UEA has responded to concerns from the international student community after the UK Border Agency’s (UKBA) recent decision to revoke London Metropolitan University’s licence to sponsor non-EU students.

In a statement issued to the press, the University asserted that it took its responsibilities to “comply with visa regulations extremely seriously and its UKBA highly trusted sponsor status is completely secure. No UEA students will be adversely affected by the difficulties at London Metropolitan University.”

The highly trusted sponsor status (HTS) is designed for use by universities to ensure that students entering the country via the education system do so with the intention to study rather than to work illegally.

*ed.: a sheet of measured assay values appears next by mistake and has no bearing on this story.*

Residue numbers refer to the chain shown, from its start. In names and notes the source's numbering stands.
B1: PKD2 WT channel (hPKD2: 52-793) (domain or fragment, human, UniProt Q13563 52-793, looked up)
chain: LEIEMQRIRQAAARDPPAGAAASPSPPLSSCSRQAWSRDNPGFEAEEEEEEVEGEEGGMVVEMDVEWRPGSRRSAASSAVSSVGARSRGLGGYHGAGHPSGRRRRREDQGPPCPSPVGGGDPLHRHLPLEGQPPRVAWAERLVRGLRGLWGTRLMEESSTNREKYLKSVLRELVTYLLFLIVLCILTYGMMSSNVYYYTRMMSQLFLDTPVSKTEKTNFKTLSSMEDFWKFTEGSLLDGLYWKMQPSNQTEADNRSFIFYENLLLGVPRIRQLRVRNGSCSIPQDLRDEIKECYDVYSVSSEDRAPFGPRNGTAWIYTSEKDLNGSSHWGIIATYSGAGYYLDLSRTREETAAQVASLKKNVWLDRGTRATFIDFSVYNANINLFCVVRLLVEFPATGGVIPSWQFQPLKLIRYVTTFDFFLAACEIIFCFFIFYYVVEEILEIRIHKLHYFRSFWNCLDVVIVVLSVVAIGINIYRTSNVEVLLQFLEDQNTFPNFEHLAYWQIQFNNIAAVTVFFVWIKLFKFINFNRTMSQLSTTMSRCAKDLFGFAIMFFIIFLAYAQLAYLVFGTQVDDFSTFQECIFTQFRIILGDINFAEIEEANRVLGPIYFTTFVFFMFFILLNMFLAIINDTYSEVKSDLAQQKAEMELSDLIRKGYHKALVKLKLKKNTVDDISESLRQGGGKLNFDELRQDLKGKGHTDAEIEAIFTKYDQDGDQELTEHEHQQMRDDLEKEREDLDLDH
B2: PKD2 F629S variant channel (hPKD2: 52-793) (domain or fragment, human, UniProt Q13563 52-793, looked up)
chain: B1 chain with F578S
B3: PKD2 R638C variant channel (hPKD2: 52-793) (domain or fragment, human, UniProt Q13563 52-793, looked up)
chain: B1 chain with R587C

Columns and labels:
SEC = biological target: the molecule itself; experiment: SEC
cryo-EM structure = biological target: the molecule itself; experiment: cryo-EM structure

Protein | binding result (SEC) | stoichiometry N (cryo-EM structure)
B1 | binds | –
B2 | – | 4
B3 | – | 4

Commenting on UEA’s position, vice-chancellor Prof. Edward Acton said: “International students enrich our campus community beyond measure, enhancing the student experience for all.

“Talented students come to UEA from more than 100 countries worldwide and we look forward to welcoming both the new intake and our returning students next week.”

An external examination of London Met’s files by UKBA found that the university was failing to adequately monitor its students in the manner required by the HTS programme, which includes checking the validity of a student’s UK visa, testing English language skills, as well as monitoring attendance and academic progress.

Around 2,600 students currently face deportation from the UK. Immigration minister Damian Green said London Met’s administration and monitoring of international students had encountered a “serious systematic failure” that was identified six months ago.

The Union of UEA Students is asking international students to email any concerns they may have to union.community@uea.ac.uk